Be that as it may, I couldn’t end this without mentioning the truly fantastic art design and soundtrack Mimimi Productions has created. Color bursts out of every inch of the world, spilling over the Dr Seuss like landscapes and twisting architecture, filled with bizarrely cute characters that each feel distinct for the region they inhabit. It’s like someone went absolutely crazy during arts and crafts, and built an entire city out of clay and cardboard, which would actually be rather fitting given that’s essentially what the lore tells you happened. The soundtrack was the surprise highlight though, with an eclectic collection of styles ranging from soothing accordion pieces to catchy guitar riffs and sweeping orchestral tracks. It ranges a huge spectrum of sounds and surprisingly nails each one with more finesse than most games manage with a single style, and somehow makes them all sit naturally next to one another.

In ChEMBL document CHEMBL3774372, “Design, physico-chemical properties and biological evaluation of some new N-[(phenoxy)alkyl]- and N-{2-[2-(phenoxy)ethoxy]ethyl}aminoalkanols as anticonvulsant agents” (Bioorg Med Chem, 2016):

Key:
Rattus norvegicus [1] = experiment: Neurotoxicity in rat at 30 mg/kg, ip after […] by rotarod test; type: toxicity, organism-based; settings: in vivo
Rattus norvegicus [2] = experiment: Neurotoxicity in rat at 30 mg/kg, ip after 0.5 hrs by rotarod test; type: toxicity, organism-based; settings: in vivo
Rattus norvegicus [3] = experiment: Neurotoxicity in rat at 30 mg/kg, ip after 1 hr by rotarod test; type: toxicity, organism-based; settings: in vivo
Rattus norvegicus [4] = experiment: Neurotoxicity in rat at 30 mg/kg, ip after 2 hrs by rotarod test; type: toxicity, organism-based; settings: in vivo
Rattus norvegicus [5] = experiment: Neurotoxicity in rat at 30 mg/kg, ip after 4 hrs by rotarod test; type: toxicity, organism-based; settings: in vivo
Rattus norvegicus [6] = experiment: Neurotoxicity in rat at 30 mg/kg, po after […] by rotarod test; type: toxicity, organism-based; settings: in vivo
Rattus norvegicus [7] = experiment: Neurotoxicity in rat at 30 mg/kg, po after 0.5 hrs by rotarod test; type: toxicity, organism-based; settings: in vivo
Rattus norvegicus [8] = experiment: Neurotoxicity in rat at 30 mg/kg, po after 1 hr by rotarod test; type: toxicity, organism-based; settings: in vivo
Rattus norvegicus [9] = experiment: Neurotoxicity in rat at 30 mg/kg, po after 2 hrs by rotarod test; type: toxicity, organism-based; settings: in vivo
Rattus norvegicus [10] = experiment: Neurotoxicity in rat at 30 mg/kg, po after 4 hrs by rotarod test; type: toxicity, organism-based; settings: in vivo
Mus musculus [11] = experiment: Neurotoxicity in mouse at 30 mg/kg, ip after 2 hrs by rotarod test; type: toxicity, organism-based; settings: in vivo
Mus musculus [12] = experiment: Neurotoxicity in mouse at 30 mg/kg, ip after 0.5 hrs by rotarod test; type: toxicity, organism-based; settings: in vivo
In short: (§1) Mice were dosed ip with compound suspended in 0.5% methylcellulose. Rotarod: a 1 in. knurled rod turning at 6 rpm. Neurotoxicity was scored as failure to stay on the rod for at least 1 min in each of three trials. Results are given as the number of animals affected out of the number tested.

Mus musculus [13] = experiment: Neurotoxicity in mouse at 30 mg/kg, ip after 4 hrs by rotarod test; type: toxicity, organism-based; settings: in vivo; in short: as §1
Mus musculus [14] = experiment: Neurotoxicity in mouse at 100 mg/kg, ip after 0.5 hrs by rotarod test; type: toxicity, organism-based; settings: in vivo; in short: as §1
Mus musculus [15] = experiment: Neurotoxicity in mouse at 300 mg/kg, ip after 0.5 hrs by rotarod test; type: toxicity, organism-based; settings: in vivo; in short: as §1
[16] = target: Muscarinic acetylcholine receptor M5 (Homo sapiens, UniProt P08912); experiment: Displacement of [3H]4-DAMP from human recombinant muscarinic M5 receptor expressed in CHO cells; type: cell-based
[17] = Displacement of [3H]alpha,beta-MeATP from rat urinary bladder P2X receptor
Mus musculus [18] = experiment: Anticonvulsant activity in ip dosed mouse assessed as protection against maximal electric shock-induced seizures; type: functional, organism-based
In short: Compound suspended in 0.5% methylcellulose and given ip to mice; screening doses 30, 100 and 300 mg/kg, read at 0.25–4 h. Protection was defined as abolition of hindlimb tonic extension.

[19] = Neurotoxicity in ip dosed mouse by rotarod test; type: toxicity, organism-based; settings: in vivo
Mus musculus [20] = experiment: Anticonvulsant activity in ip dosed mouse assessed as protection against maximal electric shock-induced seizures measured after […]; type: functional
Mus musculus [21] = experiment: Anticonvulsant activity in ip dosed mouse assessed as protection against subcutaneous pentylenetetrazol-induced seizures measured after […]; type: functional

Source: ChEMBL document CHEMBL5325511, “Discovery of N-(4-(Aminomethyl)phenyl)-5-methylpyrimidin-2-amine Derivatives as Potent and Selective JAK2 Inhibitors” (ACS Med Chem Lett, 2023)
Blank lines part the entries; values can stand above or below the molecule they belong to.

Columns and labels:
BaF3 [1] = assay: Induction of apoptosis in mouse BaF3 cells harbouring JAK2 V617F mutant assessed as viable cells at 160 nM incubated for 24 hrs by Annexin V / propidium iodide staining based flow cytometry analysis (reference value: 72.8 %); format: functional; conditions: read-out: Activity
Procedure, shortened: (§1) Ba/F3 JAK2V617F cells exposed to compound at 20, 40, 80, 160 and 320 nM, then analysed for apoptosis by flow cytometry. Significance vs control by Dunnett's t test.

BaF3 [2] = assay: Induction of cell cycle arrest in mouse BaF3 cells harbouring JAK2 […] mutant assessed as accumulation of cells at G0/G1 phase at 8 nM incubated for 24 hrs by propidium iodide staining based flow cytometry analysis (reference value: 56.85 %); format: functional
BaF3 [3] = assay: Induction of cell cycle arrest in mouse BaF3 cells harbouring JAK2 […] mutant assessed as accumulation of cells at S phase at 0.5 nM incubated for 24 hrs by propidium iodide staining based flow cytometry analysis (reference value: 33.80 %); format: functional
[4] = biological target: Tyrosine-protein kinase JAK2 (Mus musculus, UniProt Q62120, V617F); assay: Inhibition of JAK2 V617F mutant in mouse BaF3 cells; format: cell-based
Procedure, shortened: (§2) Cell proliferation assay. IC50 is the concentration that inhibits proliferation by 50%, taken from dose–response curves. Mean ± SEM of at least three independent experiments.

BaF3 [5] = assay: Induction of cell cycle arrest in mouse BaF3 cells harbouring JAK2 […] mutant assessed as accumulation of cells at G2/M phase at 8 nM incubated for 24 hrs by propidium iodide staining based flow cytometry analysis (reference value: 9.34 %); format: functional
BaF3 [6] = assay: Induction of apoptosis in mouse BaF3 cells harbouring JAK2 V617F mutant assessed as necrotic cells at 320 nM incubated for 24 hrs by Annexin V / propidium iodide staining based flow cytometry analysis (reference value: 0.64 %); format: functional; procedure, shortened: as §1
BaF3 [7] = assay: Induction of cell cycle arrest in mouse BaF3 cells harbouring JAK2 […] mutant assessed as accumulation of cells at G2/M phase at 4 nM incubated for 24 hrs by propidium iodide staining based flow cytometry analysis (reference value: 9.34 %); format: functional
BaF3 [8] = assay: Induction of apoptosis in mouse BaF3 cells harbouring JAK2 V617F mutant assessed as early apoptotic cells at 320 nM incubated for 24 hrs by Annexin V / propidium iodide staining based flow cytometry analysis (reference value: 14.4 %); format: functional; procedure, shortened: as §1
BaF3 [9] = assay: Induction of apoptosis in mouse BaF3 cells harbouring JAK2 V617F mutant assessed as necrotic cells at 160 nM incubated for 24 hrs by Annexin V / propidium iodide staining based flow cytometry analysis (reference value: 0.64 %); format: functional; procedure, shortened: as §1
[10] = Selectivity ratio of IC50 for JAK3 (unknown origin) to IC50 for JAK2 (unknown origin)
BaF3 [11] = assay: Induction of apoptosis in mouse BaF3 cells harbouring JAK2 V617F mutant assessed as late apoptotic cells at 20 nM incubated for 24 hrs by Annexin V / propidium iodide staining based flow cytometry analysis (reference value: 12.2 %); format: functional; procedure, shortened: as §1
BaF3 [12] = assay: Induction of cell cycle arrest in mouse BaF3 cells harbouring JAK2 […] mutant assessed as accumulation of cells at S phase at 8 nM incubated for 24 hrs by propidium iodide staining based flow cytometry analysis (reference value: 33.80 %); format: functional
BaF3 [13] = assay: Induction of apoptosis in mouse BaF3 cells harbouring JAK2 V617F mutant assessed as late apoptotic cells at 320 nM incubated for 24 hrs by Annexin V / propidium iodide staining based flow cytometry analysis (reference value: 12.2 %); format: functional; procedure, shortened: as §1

The Last Tinker isn’t a hopeless mess by any means, but I was left disappointed by what could have potentially been so much more. I appreciate the developers making it accessible to kids, but doing so in such a way as to make it actively dull for those out of that stage of development makes it a hard game to recommend to anyone over the age of ten. Even putting the mechanical shortcomings aside, the unengaging and empty level designs make it a game that feels hollow; clearly missing something even when you can’t quite figure out what it is. It’s a lovely game to look at and features an excellent audio accompaniment, but it amounts to little more than smoke and mirrors once you realize how much was sacrificed in other areas of the game to make it possible.Full disclosure: this game was reviewed using a copy provided by the developer